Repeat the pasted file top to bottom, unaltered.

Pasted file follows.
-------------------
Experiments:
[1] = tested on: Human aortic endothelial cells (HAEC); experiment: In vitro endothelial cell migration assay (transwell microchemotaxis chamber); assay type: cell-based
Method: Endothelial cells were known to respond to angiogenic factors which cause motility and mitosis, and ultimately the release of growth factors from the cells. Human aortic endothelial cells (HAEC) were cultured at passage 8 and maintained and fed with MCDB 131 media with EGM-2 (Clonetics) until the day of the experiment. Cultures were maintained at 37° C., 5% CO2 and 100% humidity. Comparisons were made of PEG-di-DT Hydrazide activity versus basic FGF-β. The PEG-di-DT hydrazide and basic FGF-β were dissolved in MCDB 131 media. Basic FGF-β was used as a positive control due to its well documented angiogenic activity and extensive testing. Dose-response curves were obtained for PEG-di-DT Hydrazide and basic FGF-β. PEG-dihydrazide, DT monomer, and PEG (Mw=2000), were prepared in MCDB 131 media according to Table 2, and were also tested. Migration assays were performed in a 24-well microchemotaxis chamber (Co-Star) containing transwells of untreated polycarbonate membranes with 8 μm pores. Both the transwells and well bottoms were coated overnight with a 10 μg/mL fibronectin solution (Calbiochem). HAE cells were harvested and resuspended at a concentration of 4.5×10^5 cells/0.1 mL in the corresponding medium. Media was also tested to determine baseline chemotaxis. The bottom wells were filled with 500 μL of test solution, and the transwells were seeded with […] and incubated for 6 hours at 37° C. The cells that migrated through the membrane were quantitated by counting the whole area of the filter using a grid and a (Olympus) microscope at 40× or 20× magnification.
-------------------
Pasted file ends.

Experiments:
[1] = tested on: Human aortic endothelial cells (HAEC); experiment: In vitro endothelial cell migration assay (transwell microchemotaxis chamber); assay type: cell-based
Method: Endothelial cells were known to respond to angiogenic factors which cause motility and mitosis, and ultimately the release of growth factors from the cells. Human aortic endothelial cells (HAEC) were cultured at passage 8 and maintained and fed with MCDB 131 media with EGM-2 (Clonetics) until the day of the experiment. Cultures were maintained at 37° C., 5% CO2 and 100% humidity. Comparisons were made of PEG-di-DT Hydrazide activity versus basic FGF-β. The PEG-di-DT hydrazide and basic FGF-β were dissolved in MCDB 131 media. Basic FGF-β was used as a positive control due to its well documented angiogenic activity and extensive testing. Dose-response curves were obtained for PEG-di-DT Hydrazide and basic FGF-β. PEG-dihydrazide, DT monomer, and PEG (Mw=2000), were prepared in MCDB 131 media according to Table 2, and were also tested. Migration assays were performed in a 24-well microchemotaxis chamber (Co-Star) containing transwells of untreated polycarbonate membranes with 8 μm pores. Both the transwells and well bottoms were coated overnight with a 10 μg/mL fibronectin solution (Calbiochem). HAE cells were harvested and resuspended at a concentration of 4.5×10^5 cells/0.1 mL in the corresponding medium. Media was also tested to determine baseline chemotaxis. The bottom wells were filled with 500 μL of test solution, and the transwells were seeded with […] and incubated for 6 hours at 37° C. The cells that migrated through the membrane were quantitated by counting the whole area of the filter using a grid and a (Olympus) microscope at 40× or 20× magnification.